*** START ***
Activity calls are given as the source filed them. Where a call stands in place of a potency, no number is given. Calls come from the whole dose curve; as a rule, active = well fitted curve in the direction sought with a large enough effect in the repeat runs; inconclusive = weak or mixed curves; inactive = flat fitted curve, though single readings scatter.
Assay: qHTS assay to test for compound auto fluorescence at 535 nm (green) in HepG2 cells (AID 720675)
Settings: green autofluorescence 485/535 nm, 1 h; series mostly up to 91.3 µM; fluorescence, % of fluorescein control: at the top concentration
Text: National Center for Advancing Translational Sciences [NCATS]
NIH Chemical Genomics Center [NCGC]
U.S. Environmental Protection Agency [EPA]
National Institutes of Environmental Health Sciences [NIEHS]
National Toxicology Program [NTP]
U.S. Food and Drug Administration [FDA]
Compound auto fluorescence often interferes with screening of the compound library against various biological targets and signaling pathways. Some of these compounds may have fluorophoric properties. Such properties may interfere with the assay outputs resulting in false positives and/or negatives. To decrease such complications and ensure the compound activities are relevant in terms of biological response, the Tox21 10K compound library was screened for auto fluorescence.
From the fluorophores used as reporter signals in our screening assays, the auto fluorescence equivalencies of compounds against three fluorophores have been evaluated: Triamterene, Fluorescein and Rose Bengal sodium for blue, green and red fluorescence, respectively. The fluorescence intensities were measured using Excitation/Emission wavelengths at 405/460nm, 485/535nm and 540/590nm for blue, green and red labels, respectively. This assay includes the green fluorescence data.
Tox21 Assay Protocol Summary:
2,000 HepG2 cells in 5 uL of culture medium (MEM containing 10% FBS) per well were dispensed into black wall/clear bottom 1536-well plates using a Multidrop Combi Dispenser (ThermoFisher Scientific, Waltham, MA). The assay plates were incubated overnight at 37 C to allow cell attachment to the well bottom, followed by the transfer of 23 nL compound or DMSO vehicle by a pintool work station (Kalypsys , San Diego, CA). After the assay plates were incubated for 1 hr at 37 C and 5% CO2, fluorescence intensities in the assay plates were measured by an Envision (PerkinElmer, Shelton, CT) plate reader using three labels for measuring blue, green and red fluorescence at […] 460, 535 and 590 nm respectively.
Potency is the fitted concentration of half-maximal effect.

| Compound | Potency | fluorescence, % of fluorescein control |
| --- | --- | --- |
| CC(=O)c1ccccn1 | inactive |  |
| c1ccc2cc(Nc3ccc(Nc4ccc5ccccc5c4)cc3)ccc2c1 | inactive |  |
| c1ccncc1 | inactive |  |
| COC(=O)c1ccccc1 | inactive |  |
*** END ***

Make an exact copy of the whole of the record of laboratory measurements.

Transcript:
Activity calls are given as the source filed them. Where a call stands in place of a potency, no number is given. Calls come from the whole dose curve; as a rule, active = well fitted curve in the direction sought with a large enough effect in the repeat runs; inconclusive = weak or mixed curves; inactive = flat fitted curve, though single readings scatter.
Assay: qHTS assay to test for compound auto fluorescence at 535 nm (green) in HepG2 cells (AID 720675)
Settings: green autofluorescence 485/535 nm, 1 h; series mostly up to 91.3 µM; fluorescence, % of fluorescein control: at the top concentration
Text: National Center for Advancing Translational Sciences [NCATS]
NIH Chemical Genomics Center [NCGC]
U.S. Environmental Protection Agency [EPA]
National Institutes of Environmental Health Sciences [NIEHS]
National Toxicology Program [NTP]
U.S. Food and Drug Administration [FDA]
Compound auto fluorescence often interferes with screening of the compound library against various biological targets and signaling pathways. Some of these compounds may have fluorophoric properties. Such properties may interfere with the assay outputs resulting in false positives and/or negatives. To decrease such complications and ensure the compound activities are relevant in terms of biological response, the Tox21 10K compound library was screened for auto fluorescence.
From the fluorophores used as reporter signals in our screening assays, the auto fluorescence equivalencies of compounds against three fluorophores have been evaluated: Triamterene, Fluorescein and Rose Bengal sodium for blue, green and red fluorescence, respectively. The fluorescence intensities were measured using Excitation/Emission wavelengths at 405/460nm, 485/535nm and 540/590nm for blue, green and red labels, respectively. This assay includes the green fluorescence data.
Tox21 Assay Protocol Summary:
2,000 HepG2 cells in 5 uL of culture medium (MEM containing 10% FBS) per well were dispensed into black wall/clear bottom 1536-well plates using a Multidrop Combi Dispenser (ThermoFisher Scientific, Waltham, MA). The assay plates were incubated overnight at 37 C to allow cell attachment to the well bottom, followed by the transfer of 23 nL compound or DMSO vehicle by a pintool work station (Kalypsys , San Diego, CA). After the assay plates were incubated for 1 hr at 37 C and 5% CO2, fluorescence intensities in the assay plates were measured by an Envision (PerkinElmer, Shelton, CT) plate reader using three labels for measuring blue, green and red fluorescence at […] 460, 535 and 590 nm respectively.
Potency is the fitted concentration of half-maximal effect.

| Compound | Potency | fluorescence, % of fluorescein control |
| --- | --- | --- |
| CC(=O)c1ccccn1 | inactive |  |
| c1ccc2cc(Nc3ccc(Nc4ccc5ccccc5c4)cc3)ccc2c1 | inactive |  |
| c1ccncc1 | inactive |  |
| COC(=O)c1ccccc1 | inactive |  |